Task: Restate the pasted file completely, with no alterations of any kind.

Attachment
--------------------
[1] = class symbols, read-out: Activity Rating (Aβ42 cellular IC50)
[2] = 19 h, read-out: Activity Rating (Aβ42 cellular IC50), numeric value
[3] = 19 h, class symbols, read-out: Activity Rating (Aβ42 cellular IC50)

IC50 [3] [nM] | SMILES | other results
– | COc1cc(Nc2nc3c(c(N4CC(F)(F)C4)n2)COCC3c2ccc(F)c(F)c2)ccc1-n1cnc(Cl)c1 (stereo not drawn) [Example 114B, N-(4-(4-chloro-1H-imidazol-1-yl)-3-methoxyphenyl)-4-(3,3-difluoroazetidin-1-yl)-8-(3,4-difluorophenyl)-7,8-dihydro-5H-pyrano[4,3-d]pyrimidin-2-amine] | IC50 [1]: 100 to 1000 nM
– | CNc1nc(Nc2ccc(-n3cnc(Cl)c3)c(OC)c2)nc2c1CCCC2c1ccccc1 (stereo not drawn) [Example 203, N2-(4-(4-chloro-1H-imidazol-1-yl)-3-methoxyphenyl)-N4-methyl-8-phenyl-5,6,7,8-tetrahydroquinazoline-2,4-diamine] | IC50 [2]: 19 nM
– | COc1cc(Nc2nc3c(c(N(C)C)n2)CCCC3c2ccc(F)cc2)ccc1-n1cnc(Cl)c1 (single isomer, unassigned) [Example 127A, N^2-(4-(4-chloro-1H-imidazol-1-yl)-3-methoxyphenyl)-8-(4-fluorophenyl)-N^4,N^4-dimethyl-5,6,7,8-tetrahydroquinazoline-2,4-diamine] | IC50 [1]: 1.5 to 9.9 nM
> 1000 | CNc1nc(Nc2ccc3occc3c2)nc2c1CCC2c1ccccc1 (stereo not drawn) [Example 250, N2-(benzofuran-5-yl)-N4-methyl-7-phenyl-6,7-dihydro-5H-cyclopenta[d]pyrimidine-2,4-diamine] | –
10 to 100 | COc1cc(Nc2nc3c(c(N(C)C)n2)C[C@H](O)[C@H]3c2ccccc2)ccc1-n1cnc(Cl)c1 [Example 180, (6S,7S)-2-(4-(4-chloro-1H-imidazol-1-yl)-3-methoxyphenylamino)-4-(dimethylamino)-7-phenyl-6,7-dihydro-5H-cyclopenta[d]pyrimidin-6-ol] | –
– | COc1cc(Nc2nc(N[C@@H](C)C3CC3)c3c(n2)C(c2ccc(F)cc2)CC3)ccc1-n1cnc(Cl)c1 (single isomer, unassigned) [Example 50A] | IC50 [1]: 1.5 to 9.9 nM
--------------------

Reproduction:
[1] = class symbols, read-out: Activity Rating (Aβ42 cellular IC50)
[2] = 19 h, read-out: Activity Rating (Aβ42 cellular IC50), numeric value
[3] = 19 h, class symbols, read-out: Activity Rating (Aβ42 cellular IC50)

IC50 [3] [nM] | SMILES | other results
– | COc1cc(Nc2nc3c(c(N4CC(F)(F)C4)n2)COCC3c2ccc(F)c(F)c2)ccc1-n1cnc(Cl)c1 (stereo not drawn) [Example 114B, N-(4-(4-chloro-1H-imidazol-1-yl)-3-methoxyphenyl)-4-(3,3-difluoroazetidin-1-yl)-8-(3,4-difluorophenyl)-7,8-dihydro-5H-pyrano[4,3-d]pyrimidin-2-amine] | IC50 [1]: 100 to 1000 nM
– | CNc1nc(Nc2ccc(-n3cnc(Cl)c3)c(OC)c2)nc2c1CCCC2c1ccccc1 (stereo not drawn) [Example 203, N2-(4-(4-chloro-1H-imidazol-1-yl)-3-methoxyphenyl)-N4-methyl-8-phenyl-5,6,7,8-tetrahydroquinazoline-2,4-diamine] | IC50 [2]: 19 nM
– | COc1cc(Nc2nc3c(c(N(C)C)n2)CCCC3c2ccc(F)cc2)ccc1-n1cnc(Cl)c1 (single isomer, unassigned) [Example 127A, N^2-(4-(4-chloro-1H-imidazol-1-yl)-3-methoxyphenyl)-8-(4-fluorophenyl)-N^4,N^4-dimethyl-5,6,7,8-tetrahydroquinazoline-2,4-diamine] | IC50 [1]: 1.5 to 9.9 nM
> 1000 | CNc1nc(Nc2ccc3occc3c2)nc2c1CCC2c1ccccc1 (stereo not drawn) [Example 250, N2-(benzofuran-5-yl)-N4-methyl-7-phenyl-6,7-dihydro-5H-cyclopenta[d]pyrimidine-2,4-diamine] | –
10 to 100 | COc1cc(Nc2nc3c(c(N(C)C)n2)C[C@H](O)[C@H]3c2ccccc2)ccc1-n1cnc(Cl)c1 [Example 180, (6S,7S)-2-(4-(4-chloro-1H-imidazol-1-yl)-3-methoxyphenylamino)-4-(dimethylamino)-7-phenyl-6,7-dihydro-5H-cyclopenta[d]pyrimidin-6-ol] | –
– | COc1cc(Nc2nc(N[C@@H](C)C3CC3)c3c(n2)C(c2ccc(F)cc2)CC3)ccc1-n1cnc(Cl)c1 (single isomer, unassigned) [Example 50A] | IC50 [1]: 1.5 to 9.9 nM